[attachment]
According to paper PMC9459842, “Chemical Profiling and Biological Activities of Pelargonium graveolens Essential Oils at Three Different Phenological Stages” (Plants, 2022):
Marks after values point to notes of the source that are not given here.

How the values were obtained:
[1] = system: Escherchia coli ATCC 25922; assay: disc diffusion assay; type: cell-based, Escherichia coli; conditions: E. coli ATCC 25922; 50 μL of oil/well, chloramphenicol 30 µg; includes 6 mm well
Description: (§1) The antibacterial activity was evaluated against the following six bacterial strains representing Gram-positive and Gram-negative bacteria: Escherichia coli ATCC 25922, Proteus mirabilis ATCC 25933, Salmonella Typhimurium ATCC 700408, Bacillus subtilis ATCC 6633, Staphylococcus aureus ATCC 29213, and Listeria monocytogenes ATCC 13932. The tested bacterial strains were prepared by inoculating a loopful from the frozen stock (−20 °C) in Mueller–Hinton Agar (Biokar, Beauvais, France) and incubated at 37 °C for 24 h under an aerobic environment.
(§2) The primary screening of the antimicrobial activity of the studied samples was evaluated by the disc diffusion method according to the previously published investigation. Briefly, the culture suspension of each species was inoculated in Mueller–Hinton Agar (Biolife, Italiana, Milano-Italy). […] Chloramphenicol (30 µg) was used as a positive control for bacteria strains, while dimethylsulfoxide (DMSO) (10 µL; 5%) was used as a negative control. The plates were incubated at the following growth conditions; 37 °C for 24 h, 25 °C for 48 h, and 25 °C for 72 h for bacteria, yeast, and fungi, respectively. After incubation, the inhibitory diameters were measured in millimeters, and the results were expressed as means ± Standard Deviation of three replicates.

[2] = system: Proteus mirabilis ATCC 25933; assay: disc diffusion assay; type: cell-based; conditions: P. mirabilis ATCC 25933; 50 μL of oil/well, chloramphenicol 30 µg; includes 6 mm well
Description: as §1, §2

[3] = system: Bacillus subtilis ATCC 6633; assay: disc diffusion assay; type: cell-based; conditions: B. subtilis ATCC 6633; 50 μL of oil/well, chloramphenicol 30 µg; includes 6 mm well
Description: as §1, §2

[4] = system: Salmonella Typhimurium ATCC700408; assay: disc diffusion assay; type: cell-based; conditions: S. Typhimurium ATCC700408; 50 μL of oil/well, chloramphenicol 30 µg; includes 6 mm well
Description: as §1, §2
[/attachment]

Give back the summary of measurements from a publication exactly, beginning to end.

According to paper PMC9459842, “Chemical Profiling and Biological Activities of Pelargonium graveolens Essential Oils at Three Different Phenological Stages” (Plants, 2022):
Marks after values point to notes of the source that are not given here.

How the values were obtained:
[1] = system: Escherchia coli ATCC 25922; assay: disc diffusion assay; type: cell-based, Escherichia coli; conditions: E. coli ATCC 25922; 50 μL of oil/well, chloramphenicol 30 µg; includes 6 mm well
Description: (§1) The antibacterial activity was evaluated against the following six bacterial strains representing Gram-positive and Gram-negative bacteria: Escherichia coli ATCC 25922, Proteus mirabilis ATCC 25933, Salmonella Typhimurium ATCC 700408, Bacillus subtilis ATCC 6633, Staphylococcus aureus ATCC 29213, and Listeria monocytogenes ATCC 13932. The tested bacterial strains were prepared by inoculating a loopful from the frozen stock (−20 °C) in Mueller–Hinton Agar (Biokar, Beauvais, France) and incubated at 37 °C for 24 h under an aerobic environment.
(§2) The primary screening of the antimicrobial activity of the studied samples was evaluated by the disc diffusion method according to the previously published investigation. Briefly, the culture suspension of each species was inoculated in Mueller–Hinton Agar (Biolife, Italiana, Milano-Italy). […] Chloramphenicol (30 µg) was used as a positive control for bacteria strains, while dimethylsulfoxide (DMSO) (10 µL; 5%) was used as a negative control. The plates were incubated at the following growth conditions; 37 °C for 24 h, 25 °C for 48 h, and 25 °C for 72 h for bacteria, yeast, and fungi, respectively. After incubation, the inhibitory diameters were measured in millimeters, and the results were expressed as means ± Standard Deviation of three replicates.

[2] = system: Proteus mirabilis ATCC 25933; assay: disc diffusion assay; type: cell-based; conditions: P. mirabilis ATCC 25933; 50 μL of oil/well, chloramphenicol 30 µg; includes 6 mm well
Description: as §1, §2

[3] = system: Bacillus subtilis ATCC 6633; assay: disc diffusion assay; type: cell-based; conditions: B. subtilis ATCC 6633; 50 μL of oil/well, chloramphenicol 30 µg; includes 6 mm well
Description: as §1, §2

[4] = system: Salmonella Typhimurium ATCC700408; assay: disc diffusion assay; type: cell-based; conditions: S. Typhimurium ATCC700408; 50 μL of oil/well, chloramphenicol 30 µg; includes 6 mm well
Description: as §1, §2